In the course of her externship, Thouk reviewed files, conducted legal research and wrote memos on the issues that cases brought forward, especially concerning guardianships. That work, plus her observations of the court’s inner workings, triggered significant reflection and discussion in her weekly externship class.
This weekly classroom experience is an integral part of the externship experience, according to Joel Nichols, associate dean for academic affairs and professor. In addition to the 140 to 150 hours students spend at their placements each semester, “classroom sessions allow students to debrief about their experiences,” he said. “They also add additional content and context.” Issues raised in class range from what it is like working as an in-house counsel to why a supervisor approaches a situation the way he or she does.
In the Energy Law Practicum in 2013, student Phil Steger had to negotiate a natural gas exploration and drilling lease. “My client was the landowner, so we had to figure out what his interests were, and how these interests are expressed legally in a lease agreement,” said Steger, who is a clerk for Judge Diana E. Murphy, U.S. Court of Appeals for the 8th Circuit. “We had to make our proposals, and anticipate what the counterproposals would be.” Steger’s group negotiated with another group of students representing the other side, and presented in class on the process and results. Then they repeated the entire process, arguing a public utilities rate commission case.
The course taught students many practical skills. “We drafted documents – the kind you really would submit to a client, or opposing party, or a court,” he said. “Through this process, we learned the form such documents should take, and what the substantive expectations were. I really learned a lot.”
The Energy Law Practicum is one of several simulation courses offered each semester. Often building on a professor’s area of professional passion, the courses are like an apprenticeship, Nichols said. “Here, students can try things out with no risk to actual clients,” he said, which serves as a safety net that may allow them greater freedom.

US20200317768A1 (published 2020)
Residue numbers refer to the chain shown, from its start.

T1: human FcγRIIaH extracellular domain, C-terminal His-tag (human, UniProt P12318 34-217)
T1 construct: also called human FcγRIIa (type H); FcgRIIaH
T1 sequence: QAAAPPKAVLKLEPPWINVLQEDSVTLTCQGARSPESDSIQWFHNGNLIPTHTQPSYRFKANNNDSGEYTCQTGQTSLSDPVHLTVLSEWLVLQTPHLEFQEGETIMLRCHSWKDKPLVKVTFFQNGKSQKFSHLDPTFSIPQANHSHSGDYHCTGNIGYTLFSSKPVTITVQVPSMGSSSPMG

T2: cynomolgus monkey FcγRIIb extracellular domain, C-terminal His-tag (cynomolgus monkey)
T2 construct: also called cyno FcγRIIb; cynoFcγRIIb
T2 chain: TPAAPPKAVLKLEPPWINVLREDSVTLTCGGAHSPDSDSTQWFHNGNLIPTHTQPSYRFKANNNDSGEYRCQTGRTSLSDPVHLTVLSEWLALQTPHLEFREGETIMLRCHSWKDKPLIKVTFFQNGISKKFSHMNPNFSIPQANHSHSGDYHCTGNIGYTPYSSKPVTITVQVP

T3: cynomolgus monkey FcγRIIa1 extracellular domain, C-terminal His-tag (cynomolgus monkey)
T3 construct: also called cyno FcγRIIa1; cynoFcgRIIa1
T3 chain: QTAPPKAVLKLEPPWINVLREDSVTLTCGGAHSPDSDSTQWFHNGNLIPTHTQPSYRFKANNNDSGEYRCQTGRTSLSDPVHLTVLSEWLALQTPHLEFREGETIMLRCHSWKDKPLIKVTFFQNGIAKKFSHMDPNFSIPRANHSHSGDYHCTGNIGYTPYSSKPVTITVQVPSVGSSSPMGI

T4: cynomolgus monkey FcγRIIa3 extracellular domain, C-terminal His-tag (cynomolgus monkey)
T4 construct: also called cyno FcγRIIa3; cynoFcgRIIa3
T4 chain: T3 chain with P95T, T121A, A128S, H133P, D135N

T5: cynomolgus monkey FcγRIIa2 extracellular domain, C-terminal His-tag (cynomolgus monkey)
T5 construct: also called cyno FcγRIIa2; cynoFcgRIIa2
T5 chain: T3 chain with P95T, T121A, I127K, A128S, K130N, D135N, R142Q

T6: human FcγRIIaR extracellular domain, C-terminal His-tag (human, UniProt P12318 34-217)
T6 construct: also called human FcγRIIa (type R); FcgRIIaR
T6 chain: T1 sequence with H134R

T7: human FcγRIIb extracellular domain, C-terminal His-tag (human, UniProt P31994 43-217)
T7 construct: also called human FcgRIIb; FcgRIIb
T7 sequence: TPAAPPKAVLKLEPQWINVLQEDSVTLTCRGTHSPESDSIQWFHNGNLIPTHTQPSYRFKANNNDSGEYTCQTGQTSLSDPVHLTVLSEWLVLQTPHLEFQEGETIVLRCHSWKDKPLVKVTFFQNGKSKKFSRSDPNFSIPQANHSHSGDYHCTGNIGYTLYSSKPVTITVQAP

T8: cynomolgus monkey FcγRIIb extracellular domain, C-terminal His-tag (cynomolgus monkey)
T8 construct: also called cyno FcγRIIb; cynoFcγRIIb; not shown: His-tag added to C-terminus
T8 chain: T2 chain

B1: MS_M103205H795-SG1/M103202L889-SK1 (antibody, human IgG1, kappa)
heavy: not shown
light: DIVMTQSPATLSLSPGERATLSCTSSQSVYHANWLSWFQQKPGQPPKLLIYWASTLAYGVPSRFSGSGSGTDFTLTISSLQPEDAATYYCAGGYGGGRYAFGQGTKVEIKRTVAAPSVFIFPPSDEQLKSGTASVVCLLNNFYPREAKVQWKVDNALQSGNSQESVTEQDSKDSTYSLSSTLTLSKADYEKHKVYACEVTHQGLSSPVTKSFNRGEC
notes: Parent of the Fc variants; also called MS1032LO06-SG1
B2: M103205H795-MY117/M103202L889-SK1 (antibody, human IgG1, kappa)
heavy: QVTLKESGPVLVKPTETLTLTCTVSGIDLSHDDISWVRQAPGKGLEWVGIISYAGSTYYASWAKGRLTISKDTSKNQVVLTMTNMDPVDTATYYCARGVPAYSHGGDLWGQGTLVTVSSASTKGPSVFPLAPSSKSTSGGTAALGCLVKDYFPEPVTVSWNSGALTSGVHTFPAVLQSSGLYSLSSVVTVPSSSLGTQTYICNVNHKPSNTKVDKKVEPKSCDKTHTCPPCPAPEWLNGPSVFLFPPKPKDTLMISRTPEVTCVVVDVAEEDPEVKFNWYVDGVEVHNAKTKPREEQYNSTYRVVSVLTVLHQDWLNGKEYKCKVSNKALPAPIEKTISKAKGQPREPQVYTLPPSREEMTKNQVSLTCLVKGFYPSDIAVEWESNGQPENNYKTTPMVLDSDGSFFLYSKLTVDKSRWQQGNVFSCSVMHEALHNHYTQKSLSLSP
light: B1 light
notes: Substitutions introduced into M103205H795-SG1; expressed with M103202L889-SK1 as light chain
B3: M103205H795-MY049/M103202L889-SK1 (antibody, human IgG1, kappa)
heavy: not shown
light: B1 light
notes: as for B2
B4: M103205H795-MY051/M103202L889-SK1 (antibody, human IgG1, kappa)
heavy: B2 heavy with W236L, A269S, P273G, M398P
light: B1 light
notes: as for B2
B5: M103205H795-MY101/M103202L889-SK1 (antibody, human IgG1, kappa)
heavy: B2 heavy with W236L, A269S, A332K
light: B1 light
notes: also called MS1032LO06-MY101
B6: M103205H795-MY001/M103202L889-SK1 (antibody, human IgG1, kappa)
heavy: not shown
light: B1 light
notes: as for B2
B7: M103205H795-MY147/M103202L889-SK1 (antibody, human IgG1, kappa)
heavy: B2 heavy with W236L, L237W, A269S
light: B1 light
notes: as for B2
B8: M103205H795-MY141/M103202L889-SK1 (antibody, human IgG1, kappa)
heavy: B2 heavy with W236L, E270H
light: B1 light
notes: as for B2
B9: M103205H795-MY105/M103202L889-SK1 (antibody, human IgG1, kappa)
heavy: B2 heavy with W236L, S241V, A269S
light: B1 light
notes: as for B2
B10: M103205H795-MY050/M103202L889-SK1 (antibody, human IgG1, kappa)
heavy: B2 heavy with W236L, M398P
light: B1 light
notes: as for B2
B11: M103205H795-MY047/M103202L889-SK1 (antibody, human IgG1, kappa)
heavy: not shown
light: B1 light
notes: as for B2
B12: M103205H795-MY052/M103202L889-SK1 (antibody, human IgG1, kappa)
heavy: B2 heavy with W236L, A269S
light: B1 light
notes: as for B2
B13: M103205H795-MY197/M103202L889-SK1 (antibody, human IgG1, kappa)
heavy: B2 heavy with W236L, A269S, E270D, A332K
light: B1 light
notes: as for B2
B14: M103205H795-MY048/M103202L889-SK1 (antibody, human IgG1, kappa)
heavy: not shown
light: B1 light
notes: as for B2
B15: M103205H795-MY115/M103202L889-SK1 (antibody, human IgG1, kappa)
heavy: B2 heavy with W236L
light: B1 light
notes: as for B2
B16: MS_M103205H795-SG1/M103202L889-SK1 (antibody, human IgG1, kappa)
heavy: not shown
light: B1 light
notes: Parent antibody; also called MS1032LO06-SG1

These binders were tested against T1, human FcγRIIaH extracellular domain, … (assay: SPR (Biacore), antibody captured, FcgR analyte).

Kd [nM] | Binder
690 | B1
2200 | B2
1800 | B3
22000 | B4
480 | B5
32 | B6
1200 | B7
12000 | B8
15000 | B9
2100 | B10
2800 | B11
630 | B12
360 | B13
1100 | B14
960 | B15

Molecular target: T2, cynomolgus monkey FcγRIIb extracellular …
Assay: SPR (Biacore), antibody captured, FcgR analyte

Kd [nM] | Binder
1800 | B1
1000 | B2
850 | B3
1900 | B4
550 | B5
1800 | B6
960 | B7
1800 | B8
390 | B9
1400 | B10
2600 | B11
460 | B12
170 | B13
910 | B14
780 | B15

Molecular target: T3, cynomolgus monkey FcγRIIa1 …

Steger’s practicum allowed him to do the work of a lawyer. More than that, it changed the way he thinks.
In the course, he said, “I went from thinking about what the professor wanted to thinking comprehensively about a client’s needs, prioritizing those needs and figuring out how to communicate those needs persuasively.
This is the thinking that lawyers are hired to do. Without practical training, there is nothing in law school that forces you to go through this difficult thinking process.
“By themselves, doctrinal courses don’t do that,” he continued. “You have to put the knowledge gained in those courses into concrete, solid, informed judgments about how that knowledge applies in the most advantageous way to the client’s situation.”
That thought process proved important in the complicated appellate issues Steger dealt with in his judicial externship with Chief Judge Michael J. Davis for the U.S. District Court for the District of Minnesota. “Judge Davis required that I give him my best judgment on the issues in a case and how it should be resolved,” he said. “Firms will be asking for the same thing – the best strategy and judgment for the client.”
For Thouk, working in a law environment strengthened her understanding. “My externship let me see behind-the-scenes activities in a court,” she said. “I saw what a file looks like on the back end – something that’s not generally available to lawyers. I watched how different attorneys practice and present themselves, and how a judicial officer makes a decision. All this really helped me fine-tune my skills.”
She also learned the importance of gaining clarity by asking questions of the right people, including mentors she met through the School of Law’s Mentor Externship Program. The program pairs each law student with a practicing judge or attorney during every law school semester. “It’s so important to process with a mentor when you’re unsure,” she said. “Through the mentorship program, I built great relationships with my mentors. Whenever I felt I needed to discuss a situation, my mentors helped me through tough times as an extern and later as a law clerk.”